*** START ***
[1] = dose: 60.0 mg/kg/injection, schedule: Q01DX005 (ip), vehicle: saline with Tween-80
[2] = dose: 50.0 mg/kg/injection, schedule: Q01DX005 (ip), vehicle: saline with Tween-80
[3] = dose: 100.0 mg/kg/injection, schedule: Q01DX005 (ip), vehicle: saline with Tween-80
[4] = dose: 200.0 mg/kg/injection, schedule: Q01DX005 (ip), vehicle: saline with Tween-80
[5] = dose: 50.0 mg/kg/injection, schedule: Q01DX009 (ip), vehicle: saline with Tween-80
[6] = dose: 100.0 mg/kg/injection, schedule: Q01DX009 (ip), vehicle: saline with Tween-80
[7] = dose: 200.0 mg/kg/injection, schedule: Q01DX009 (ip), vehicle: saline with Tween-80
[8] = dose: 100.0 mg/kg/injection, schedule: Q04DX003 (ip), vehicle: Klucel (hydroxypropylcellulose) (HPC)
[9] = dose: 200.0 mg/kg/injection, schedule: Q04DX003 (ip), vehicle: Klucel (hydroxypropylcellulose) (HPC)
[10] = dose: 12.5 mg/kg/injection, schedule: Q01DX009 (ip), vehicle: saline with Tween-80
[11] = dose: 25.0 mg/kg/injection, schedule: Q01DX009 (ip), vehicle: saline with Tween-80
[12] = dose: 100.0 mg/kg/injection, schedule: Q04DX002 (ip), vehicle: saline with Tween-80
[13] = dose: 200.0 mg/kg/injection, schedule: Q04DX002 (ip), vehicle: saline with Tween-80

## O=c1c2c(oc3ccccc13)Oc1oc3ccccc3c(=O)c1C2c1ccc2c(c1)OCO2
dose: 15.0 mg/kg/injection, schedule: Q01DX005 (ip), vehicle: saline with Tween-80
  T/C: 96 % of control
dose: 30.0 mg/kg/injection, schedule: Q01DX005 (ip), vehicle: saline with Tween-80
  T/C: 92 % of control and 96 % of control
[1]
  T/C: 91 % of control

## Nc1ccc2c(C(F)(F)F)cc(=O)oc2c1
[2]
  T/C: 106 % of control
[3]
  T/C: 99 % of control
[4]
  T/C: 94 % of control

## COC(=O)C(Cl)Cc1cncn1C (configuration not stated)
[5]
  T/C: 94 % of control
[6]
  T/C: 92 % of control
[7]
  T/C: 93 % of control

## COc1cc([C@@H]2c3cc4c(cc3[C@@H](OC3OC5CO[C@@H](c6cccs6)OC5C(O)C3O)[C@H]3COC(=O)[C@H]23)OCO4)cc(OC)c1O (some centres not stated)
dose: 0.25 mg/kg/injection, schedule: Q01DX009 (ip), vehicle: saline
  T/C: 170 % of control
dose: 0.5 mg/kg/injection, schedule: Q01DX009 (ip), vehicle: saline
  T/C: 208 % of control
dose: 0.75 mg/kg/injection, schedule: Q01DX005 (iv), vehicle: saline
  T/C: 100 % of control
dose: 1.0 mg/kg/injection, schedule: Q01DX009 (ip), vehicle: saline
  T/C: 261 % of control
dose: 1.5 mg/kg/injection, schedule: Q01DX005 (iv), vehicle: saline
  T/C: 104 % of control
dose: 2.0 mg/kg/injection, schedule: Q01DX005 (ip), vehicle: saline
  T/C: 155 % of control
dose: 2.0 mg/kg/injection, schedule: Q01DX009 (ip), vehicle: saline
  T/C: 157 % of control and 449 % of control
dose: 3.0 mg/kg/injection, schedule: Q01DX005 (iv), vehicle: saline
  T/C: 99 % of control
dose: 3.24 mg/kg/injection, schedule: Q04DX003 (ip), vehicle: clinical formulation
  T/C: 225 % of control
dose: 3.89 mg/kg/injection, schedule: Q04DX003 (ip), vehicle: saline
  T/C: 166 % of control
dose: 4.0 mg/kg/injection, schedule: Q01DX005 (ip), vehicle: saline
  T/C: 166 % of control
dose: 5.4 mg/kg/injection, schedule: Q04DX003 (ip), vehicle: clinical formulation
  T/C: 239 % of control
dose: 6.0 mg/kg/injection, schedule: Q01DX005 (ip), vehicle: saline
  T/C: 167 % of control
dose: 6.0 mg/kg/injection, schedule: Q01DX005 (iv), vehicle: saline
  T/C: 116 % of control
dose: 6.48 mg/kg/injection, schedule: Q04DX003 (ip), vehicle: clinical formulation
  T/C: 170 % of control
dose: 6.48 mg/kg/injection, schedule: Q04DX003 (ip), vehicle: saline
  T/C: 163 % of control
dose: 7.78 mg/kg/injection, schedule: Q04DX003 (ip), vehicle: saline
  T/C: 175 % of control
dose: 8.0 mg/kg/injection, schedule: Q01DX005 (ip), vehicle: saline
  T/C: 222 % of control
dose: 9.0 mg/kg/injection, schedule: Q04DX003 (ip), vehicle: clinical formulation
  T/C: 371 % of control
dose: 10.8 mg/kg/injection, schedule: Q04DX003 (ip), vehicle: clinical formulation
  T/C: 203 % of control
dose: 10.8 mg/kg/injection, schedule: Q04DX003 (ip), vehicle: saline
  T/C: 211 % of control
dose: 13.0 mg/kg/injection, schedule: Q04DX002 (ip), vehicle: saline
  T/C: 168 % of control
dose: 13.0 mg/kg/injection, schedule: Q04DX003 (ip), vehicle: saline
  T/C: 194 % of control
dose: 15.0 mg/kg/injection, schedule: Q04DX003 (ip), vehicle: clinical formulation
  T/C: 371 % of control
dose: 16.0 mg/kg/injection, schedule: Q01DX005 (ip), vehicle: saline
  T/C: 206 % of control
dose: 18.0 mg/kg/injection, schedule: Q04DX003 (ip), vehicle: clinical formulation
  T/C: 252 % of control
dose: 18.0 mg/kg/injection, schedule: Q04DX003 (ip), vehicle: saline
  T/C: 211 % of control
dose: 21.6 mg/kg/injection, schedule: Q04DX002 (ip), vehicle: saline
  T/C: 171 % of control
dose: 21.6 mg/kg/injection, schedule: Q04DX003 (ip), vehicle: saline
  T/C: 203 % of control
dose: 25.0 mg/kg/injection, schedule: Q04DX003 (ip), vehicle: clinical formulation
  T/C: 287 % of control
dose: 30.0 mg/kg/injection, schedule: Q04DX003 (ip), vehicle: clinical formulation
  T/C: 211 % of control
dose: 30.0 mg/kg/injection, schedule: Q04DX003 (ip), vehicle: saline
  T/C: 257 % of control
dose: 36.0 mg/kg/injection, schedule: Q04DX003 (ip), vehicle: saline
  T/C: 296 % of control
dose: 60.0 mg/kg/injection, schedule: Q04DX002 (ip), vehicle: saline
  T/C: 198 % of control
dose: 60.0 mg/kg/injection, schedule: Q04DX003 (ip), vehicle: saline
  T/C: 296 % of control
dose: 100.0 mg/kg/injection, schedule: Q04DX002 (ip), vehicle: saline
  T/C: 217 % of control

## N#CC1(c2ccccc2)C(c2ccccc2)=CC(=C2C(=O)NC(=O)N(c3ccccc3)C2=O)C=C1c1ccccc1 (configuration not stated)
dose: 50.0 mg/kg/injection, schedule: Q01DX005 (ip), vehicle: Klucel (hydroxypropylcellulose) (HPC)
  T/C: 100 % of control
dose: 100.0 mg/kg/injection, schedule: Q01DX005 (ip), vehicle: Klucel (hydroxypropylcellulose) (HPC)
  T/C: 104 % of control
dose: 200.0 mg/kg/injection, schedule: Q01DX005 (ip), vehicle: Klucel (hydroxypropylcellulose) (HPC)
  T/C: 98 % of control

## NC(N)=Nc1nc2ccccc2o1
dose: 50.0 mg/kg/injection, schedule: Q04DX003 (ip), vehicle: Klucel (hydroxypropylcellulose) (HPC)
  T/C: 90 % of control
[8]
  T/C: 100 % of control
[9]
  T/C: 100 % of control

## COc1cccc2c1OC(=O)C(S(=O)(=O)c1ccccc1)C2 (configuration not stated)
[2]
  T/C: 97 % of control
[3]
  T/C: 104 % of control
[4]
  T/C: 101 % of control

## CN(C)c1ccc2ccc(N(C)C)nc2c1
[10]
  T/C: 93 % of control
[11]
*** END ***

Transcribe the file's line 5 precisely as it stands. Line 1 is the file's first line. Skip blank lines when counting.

[5] = dose: 50.0 mg/kg/injection, schedule: Q01DX009 (ip), vehicle: saline with Tween-80